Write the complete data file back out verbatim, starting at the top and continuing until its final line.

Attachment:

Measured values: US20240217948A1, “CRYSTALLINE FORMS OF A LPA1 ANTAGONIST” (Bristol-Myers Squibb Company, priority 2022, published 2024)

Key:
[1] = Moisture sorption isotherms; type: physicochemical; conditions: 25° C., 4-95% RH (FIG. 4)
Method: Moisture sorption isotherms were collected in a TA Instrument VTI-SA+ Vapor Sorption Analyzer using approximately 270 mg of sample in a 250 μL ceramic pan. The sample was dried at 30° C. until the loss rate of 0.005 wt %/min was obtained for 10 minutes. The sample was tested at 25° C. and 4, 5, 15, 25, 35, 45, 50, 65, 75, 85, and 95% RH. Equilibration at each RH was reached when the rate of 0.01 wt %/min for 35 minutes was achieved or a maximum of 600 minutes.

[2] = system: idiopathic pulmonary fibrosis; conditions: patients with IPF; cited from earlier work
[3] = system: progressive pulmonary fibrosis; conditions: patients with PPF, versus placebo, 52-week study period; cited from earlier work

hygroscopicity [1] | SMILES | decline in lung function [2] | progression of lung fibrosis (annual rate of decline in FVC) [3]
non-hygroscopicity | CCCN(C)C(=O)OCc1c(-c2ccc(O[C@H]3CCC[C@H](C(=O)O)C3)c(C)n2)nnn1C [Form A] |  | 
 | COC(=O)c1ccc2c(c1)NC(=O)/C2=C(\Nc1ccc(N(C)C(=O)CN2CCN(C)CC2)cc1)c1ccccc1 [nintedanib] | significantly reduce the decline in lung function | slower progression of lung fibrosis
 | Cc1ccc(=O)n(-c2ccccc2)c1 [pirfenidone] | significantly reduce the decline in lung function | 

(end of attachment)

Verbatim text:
Measured values: US20240217948A1, “CRYSTALLINE FORMS OF A LPA1 ANTAGONIST” (Bristol-Myers Squibb Company, priority 2022, published 2024)

Key:
[1] = Moisture sorption isotherms; type: physicochemical; conditions: 25° C., 4-95% RH (FIG. 4)
Method: Moisture sorption isotherms were collected in a TA Instrument VTI-SA+ Vapor Sorption Analyzer using approximately 270 mg of sample in a 250 μL ceramic pan. The sample was dried at 30° C. until the loss rate of 0.005 wt %/min was obtained for 10 minutes. The sample was tested at 25° C. and 4, 5, 15, 25, 35, 45, 50, 65, 75, 85, and 95% RH. Equilibration at each RH was reached when the rate of 0.01 wt %/min for 35 minutes was achieved or a maximum of 600 minutes.

[2] = system: idiopathic pulmonary fibrosis; conditions: patients with IPF; cited from earlier work
[3] = system: progressive pulmonary fibrosis; conditions: patients with PPF, versus placebo, 52-week study period; cited from earlier work

hygroscopicity [1] | SMILES | decline in lung function [2] | progression of lung fibrosis (annual rate of decline in FVC) [3]
non-hygroscopicity | CCCN(C)C(=O)OCc1c(-c2ccc(O[C@H]3CCC[C@H](C(=O)O)C3)c(C)n2)nnn1C [Form A] |  | 
 | COC(=O)c1ccc2c(c1)NC(=O)/C2=C(\Nc1ccc(N(C)C(=O)CN2CCN(C)CC2)cc1)c1ccccc1 [nintedanib] | significantly reduce the decline in lung function | slower progression of lung fibrosis
 | Cc1ccc(=O)n(-c2ccccc2)c1 [pirfenidone] | significantly reduce the decline in lung function | 